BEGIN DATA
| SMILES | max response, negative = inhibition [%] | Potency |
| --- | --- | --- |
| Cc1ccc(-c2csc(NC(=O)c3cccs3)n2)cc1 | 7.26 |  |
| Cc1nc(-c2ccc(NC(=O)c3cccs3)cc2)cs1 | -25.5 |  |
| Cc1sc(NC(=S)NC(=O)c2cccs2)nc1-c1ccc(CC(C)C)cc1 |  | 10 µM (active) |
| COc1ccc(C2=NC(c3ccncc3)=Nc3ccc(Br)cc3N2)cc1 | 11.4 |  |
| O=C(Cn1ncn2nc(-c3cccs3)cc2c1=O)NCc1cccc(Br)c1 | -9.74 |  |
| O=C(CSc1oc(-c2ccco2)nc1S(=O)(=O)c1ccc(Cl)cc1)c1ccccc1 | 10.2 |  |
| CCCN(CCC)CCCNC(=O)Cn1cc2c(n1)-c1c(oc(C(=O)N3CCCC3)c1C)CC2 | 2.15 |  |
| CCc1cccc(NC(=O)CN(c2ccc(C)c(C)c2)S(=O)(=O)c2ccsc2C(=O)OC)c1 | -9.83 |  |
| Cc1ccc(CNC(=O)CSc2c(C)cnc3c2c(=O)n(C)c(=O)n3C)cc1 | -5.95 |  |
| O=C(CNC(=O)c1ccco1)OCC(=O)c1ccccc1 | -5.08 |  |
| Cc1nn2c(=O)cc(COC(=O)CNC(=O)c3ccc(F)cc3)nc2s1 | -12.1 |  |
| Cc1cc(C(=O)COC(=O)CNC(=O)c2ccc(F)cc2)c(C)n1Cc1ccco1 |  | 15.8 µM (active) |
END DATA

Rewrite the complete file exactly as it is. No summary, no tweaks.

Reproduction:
| SMILES | max response, negative = inhibition [%] | Potency |
| --- | --- | --- |
| Cc1ccc(-c2csc(NC(=O)c3cccs3)n2)cc1 | 7.26 |  |
| Cc1nc(-c2ccc(NC(=O)c3cccs3)cc2)cs1 | -25.5 |  |
| Cc1sc(NC(=S)NC(=O)c2cccs2)nc1-c1ccc(CC(C)C)cc1 |  | 10 µM (active) |
| COc1ccc(C2=NC(c3ccncc3)=Nc3ccc(Br)cc3N2)cc1 | 11.4 |  |
| O=C(Cn1ncn2nc(-c3cccs3)cc2c1=O)NCc1cccc(Br)c1 | -9.74 |  |
| O=C(CSc1oc(-c2ccco2)nc1S(=O)(=O)c1ccc(Cl)cc1)c1ccccc1 | 10.2 |  |
| CCCN(CCC)CCCNC(=O)Cn1cc2c(n1)-c1c(oc(C(=O)N3CCCC3)c1C)CC2 | 2.15 |  |
| CCc1cccc(NC(=O)CN(c2ccc(C)c(C)c2)S(=O)(=O)c2ccsc2C(=O)OC)c1 | -9.83 |  |
| Cc1ccc(CNC(=O)CSc2c(C)cnc3c2c(=O)n(C)c(=O)n3C)cc1 | -5.95 |  |
| O=C(CNC(=O)c1ccco1)OCC(=O)c1ccccc1 | -5.08 |  |
| Cc1nn2c(=O)cc(COC(=O)CNC(=O)c3ccc(F)cc3)nc2s1 | -12.1 |  |
| Cc1cc(C(=O)COC(=O)CNC(=O)c2ccc(F)cc2)c(C)n1Cc1ccco1 |  | 15.8 µM (active) |